User passwords were hacked and stolen from the popular business, networking site LinkedIn. Users are advised to change their passwords immediately.
However, if you're someone who uses the same password for many sites, security experts recommend changing all of your passwords as well.
LinkedIn didn't give many details on its security meltdown Wednesday. More than six million passwords were discovered on a foreign site. LinkedIn confirmed a number of them corresponded to their users.
"Hearing this news is actually really depressing because I use the same password for everything," says Michelle Martin, a LinkedIn user and VCU student.
Martin is like many people who don't switch up their passwords. It's a risky move according to Garth Wermter, president of Richmond-based IT and Communications Company.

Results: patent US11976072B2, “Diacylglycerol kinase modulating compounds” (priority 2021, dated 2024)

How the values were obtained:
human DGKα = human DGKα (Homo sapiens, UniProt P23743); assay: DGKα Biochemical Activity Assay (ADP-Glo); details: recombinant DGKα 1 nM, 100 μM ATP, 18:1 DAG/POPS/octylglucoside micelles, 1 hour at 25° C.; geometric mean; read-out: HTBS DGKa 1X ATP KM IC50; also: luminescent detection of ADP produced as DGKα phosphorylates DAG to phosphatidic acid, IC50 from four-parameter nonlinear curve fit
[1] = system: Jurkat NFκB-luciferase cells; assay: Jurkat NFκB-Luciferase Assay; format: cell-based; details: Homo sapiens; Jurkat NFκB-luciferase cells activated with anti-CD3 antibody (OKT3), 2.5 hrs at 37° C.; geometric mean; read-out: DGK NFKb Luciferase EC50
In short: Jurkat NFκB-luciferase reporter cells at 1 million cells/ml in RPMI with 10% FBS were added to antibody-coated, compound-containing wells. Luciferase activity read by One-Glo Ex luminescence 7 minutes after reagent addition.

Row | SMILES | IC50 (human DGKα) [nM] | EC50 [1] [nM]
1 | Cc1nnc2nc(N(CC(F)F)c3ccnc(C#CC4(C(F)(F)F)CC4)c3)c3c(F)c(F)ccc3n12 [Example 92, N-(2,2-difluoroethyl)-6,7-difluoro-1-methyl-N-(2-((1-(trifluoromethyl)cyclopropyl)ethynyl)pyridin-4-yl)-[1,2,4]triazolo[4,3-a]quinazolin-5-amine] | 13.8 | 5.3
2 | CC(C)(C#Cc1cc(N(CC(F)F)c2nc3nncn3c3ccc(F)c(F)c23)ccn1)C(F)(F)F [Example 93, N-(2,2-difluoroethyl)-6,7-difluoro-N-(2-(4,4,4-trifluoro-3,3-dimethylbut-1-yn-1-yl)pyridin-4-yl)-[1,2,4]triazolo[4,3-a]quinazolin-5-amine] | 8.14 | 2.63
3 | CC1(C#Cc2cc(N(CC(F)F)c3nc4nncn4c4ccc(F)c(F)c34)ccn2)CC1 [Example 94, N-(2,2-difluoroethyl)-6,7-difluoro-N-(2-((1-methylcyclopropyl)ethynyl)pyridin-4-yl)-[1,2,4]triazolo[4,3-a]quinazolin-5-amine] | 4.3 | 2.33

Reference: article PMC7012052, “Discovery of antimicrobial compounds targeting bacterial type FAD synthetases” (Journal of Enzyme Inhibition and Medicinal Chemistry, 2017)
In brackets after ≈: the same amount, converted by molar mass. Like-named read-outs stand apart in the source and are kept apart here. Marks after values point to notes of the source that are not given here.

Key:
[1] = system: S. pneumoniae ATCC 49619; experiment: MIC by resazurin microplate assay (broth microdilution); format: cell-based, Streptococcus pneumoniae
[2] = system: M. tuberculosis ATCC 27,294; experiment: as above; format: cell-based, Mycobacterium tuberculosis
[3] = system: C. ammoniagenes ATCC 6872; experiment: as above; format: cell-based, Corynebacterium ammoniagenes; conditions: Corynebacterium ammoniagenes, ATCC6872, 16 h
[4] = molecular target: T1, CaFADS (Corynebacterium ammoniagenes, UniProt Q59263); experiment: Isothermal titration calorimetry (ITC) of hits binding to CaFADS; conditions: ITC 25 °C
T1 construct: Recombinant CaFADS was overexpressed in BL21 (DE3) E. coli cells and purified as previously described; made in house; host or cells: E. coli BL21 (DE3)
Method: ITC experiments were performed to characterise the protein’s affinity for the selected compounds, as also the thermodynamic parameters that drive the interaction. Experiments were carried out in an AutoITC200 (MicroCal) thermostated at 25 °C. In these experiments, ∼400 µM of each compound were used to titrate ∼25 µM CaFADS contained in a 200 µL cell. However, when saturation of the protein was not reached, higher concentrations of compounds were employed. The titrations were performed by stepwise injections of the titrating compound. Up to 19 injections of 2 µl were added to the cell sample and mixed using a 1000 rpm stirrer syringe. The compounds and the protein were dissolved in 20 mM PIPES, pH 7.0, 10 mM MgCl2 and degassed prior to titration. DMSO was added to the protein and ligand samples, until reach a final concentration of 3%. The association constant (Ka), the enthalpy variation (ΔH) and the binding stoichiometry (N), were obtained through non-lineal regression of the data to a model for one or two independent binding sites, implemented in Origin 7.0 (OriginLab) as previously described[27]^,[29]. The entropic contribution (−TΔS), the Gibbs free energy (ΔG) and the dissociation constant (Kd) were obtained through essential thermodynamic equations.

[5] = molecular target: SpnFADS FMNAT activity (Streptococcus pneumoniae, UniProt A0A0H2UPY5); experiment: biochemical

"Most of your other sites may use the same username or password or both -- the same combination -- and from there, it's just a matter of (hackers) applying that username and password combination to other sites like eBay, Amazon or your banking site," said Wermter.
Hackers run millions of combinations of potential passwords and usernames, hoping to strike it big on your bank account or identity. The easiest way to stay ahead of the scammers is to use strong and different passwords for each site.
"It requires a little more effort, but it is very realistic," said Wermter.
Wermter suggests using a base password with symbols and different cases, like P@SSme. Then apply that the same word to different sites, like P@SSme4gmail, or P@SSme4ebay.
Another way to keep track of all of your different passwords is to use a password keeper program. Two free ones online are KeePass and Password Safe.
LinkedIn said it will email the users whose accounts were compromised.
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